If the Fountain is near the "main" and is supplied directly from it, the above details are not necessary, as the head of water is generally considerable, unless the Fountain be upon very high ground.

A Fountain may be supplied with water from public waterworks, or from a reservoir constructed on a neighbouring hill, or from an iron tank. In those cases where the supply is obtained from public waterworks, the water is generally measured by a meter and paid for, the price in England varying from 10d to 14d per 1000 gallons.
If the water supply is obtained from an tank, the size varies with the size of the Fountain, and with the period which elapses before the tank can be refilled. If the tank can be supplied with water at any time, it will be found sufficient to have one capable of holding enough for two hours consumption. but if the supply is liable to interruption, it is better to have a tank large enough to form a reserve.

For supplying a small Fountain from an iron tank, and where the latter cannot be filled from public waterworks, a hand-pump will be sufficient for the purpose. Where a large Fountain has to be supplied, there are various methods by which the tank may be filled.

Pumps may be worked by horse, pony, or bullock power. Water-wheels, Turbines, Hydraulic Rams, Wind Engines, or Steam Engines, are all available for raising the water, and as a supply is often needed for other purposes besides that of a Fountain, the rank and pumping apparatus may be arranged according to the necessities of each special case. The horse or bullock gear necessary for working pumps is similar to that often used for giving power to agricultural machines, and the same gear may be used for various services.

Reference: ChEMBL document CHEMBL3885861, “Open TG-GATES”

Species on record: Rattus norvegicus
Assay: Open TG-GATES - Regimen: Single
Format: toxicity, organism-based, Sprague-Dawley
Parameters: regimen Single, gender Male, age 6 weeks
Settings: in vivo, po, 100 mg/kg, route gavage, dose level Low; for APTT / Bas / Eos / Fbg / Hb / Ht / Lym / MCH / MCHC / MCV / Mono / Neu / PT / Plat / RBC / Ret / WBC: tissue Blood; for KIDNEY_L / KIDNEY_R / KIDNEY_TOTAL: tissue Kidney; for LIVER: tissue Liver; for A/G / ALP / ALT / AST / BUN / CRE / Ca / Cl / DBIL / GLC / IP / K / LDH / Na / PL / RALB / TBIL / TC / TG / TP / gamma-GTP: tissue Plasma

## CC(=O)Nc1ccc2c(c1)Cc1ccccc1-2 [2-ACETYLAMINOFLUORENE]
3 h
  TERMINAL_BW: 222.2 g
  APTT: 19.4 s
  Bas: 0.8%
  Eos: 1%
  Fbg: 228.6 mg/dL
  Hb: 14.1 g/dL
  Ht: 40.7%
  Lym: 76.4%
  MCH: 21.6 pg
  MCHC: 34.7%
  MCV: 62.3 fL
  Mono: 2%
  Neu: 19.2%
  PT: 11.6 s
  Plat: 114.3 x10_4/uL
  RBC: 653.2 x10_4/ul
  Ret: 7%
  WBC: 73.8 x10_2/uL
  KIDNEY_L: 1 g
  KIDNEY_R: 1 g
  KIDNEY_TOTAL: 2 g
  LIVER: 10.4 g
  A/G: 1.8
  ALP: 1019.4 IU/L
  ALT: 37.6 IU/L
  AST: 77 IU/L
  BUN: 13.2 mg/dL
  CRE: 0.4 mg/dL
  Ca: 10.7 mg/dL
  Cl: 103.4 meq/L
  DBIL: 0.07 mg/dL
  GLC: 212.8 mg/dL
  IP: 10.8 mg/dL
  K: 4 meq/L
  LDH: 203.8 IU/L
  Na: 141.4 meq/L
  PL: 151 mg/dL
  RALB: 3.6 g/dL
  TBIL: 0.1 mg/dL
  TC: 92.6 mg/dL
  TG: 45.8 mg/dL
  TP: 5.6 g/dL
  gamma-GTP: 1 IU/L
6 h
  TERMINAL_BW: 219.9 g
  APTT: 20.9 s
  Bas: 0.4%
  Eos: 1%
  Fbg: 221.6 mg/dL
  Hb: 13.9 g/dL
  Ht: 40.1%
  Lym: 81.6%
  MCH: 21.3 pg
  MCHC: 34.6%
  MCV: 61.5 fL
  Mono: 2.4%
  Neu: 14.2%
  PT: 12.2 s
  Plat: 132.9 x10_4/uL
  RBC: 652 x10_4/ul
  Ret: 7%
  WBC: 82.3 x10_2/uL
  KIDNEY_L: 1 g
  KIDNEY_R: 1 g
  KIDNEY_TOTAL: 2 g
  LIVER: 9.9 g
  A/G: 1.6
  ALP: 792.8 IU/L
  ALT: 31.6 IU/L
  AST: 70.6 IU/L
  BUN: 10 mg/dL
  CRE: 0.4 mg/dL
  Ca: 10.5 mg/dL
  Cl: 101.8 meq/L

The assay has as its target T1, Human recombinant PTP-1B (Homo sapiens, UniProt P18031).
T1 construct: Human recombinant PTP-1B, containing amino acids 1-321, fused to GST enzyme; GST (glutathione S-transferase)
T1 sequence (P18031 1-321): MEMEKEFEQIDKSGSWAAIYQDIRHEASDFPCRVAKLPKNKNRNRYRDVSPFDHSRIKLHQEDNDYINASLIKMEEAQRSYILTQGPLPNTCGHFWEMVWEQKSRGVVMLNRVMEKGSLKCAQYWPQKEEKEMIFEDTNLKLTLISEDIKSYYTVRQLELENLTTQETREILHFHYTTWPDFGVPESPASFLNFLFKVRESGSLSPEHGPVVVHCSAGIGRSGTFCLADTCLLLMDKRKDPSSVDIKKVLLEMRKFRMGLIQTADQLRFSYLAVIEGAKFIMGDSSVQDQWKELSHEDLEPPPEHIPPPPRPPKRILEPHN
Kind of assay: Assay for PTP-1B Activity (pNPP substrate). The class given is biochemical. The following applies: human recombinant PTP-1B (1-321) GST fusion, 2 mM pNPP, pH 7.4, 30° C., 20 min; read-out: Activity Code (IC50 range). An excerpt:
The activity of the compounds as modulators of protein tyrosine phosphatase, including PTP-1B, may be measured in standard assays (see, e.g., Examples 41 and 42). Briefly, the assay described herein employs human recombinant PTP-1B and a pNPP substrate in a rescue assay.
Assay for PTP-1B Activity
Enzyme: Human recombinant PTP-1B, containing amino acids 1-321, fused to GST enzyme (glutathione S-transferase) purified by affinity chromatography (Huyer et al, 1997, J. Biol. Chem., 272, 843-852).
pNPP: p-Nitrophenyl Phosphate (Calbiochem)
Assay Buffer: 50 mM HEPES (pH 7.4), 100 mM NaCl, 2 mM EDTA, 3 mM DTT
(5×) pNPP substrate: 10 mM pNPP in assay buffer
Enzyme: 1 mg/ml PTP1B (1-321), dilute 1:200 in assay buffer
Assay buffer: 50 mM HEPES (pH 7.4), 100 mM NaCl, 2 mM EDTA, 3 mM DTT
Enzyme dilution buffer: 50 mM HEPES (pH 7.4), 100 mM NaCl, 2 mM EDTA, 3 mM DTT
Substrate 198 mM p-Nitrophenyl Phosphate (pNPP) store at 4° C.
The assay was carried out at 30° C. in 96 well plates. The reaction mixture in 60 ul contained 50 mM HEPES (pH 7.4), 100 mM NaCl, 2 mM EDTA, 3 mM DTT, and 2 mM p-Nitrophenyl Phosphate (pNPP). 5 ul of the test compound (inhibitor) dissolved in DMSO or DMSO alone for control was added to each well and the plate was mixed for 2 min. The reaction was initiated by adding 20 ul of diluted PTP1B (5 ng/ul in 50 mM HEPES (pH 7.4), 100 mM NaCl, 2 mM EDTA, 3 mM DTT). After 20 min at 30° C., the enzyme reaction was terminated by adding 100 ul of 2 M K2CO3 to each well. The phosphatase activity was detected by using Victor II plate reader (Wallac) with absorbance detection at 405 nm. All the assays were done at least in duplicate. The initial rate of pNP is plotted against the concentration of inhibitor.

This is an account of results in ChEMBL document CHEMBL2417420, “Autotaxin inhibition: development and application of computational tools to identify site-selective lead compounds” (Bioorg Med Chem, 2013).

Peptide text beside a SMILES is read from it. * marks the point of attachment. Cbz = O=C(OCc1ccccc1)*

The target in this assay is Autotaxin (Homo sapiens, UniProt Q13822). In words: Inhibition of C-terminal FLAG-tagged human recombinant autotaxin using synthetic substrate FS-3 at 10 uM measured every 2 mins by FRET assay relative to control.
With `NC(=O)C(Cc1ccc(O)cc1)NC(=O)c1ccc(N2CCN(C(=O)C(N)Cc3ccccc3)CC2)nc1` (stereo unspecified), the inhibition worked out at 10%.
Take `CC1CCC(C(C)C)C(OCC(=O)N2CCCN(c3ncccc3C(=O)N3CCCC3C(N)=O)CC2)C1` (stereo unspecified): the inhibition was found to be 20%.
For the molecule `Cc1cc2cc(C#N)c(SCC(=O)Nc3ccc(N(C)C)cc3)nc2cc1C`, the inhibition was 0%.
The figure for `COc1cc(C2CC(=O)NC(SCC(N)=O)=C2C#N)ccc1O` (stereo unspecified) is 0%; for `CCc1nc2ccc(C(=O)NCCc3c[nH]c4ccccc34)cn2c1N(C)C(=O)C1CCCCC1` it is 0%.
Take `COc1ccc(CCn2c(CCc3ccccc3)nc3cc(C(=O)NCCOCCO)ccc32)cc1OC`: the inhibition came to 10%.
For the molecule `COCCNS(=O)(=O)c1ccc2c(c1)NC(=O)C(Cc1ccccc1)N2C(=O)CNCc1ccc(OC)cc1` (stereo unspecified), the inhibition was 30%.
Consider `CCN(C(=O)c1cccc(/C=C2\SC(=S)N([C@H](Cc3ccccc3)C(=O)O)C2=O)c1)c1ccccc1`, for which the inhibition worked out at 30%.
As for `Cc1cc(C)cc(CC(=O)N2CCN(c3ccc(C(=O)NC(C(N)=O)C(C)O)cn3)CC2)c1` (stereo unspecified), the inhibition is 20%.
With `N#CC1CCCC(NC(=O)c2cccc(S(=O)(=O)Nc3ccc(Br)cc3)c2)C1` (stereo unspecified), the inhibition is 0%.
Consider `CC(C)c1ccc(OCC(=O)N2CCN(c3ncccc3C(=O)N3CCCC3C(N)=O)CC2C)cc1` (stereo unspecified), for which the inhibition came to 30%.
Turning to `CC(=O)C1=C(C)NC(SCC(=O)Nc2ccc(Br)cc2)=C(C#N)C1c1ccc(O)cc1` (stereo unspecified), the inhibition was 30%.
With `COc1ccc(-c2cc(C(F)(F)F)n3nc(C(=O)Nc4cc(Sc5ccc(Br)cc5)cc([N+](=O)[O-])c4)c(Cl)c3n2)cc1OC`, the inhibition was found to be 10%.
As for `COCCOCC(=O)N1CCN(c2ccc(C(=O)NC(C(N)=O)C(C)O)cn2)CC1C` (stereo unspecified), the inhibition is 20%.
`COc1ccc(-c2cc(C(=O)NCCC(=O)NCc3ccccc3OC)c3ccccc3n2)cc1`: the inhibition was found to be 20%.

Water is one of the most economical sources of power, and may be used in different ways. when a running stream exists, a small wheel will give considerable power, and if tastefully arranged will form an ornament in a park or pleasure-grounds; and in some cases horizontal water wheels or Turbines may be used to advantage in preference to the ordinary water-wheels.

The Hydraulic Ram is an ingenious machine, by which water, with a moderate fall, and when brought in a pipe from pond or reservoir for the purpose, may be used to
force water to a considerable height, without the intervention of a pump, and entirely by its own self-action.

Wind engines are well suited for working pumps. They are very economical in their action, will work night and day without any attention, and they cost nothing to keep them going. The power obtained by them can be used either for pumping or for driving chaff-cutters and other agricultural implements.

Steam power affords the nicest powerful means of pumping large quantities of water, and there is an endless variety of engines made for this purpose. Small machines, called "Steam Pumps", are very useful where the raising of water is the only service required, and these pumps occupy very little room and do not require a large boiler.

Well know you know!
Andy

2 comments: